By the time I was a kid, payment was definitely by cash. There were a few people who used checks, but they were few and far between in WV. Credit cards hadn’t arrived yet in any real force either as far as I recall. Mom got her check, cashed it, and paid for everything with cash. If we bought something by mail, we got a money order. The thing is, twenty years earlier, Mom would have simply walked into the locally owned grocery store, gathered her items, and the store would have added everything up and put it on her bill. When Dad would get paid, they would go down to the grocery store and pay their bill. Can you imagine doing that today? Sure a few rural Mom & Pop stores will let their regulars run a tab, but try getting Walmart or Krogers to let you leave without anything but a verbal promise to pay on check day. There’s one other big difference I’ve noticed as well. Back then when the shopper told the shopkeep that they would pay them on payday, that bill was the first thing those people took care of. I watched two stores in Gandeeville go out of business last year partly because of unpaid bills from regulars they had let run up a tab.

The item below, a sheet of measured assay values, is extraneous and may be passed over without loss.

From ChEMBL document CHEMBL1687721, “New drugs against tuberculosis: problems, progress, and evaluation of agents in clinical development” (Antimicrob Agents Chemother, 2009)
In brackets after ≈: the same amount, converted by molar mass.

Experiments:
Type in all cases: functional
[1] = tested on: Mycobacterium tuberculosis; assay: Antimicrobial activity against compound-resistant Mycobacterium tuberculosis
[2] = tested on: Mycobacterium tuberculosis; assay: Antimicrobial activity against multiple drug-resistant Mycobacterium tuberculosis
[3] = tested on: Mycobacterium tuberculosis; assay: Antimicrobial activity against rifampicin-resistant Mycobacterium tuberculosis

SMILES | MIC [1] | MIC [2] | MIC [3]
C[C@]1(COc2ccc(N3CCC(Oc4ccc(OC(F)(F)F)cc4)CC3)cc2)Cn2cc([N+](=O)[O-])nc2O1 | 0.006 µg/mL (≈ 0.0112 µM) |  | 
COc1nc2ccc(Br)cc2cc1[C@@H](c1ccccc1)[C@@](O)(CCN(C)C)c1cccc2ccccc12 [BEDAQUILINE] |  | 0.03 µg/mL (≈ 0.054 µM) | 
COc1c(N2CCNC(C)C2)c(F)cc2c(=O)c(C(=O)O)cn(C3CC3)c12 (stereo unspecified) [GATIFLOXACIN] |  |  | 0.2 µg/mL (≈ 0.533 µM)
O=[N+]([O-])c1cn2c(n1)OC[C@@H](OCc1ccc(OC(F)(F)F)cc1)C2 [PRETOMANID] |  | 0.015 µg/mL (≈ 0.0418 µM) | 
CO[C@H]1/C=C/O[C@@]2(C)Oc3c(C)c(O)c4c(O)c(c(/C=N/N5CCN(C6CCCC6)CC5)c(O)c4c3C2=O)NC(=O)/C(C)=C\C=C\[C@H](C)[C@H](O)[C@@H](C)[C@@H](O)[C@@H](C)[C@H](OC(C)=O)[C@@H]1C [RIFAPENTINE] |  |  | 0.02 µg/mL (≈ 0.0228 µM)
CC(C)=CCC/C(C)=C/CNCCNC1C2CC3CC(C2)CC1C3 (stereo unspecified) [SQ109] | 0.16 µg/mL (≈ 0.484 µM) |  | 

Another major change in shopping from when I was young involves the hours of operation. Most stores were not open on Sundays. No grocery stores, no department stores, no gasoline stations. The only exception might have been a drug store. People were expected to be in church on Sunday morning and visiting with family or relaxing at home the rest of the day. If you wanted to go out, you could go see a movie. By the time I really started paying attention, there were a few additional stores open. I remember going out to eat at BBF or Burger Chef on Sunday afternoons before or after seeing a movie. Teays Valley was one of the final holdouts on the Sunday business hours. They enforced these “blue laws” well up into my grade school years. What changed their minds? Hecks opened a store and wanted to open it for business seven days a week. I have been told that quite a bit of money was spent in getting the city to change its mind. However it came to pass, once the genie was out of the bottle, Sunday just became another day of commerce. People talk about the drop in church attendance and always want to point to taking prayer out of the schools. I think the real reason is they gave people a choice of things to do on Sunday. If the only places you could go to get out of the house were church and the houses of family members, you went to church and visited with the aunts and uncles.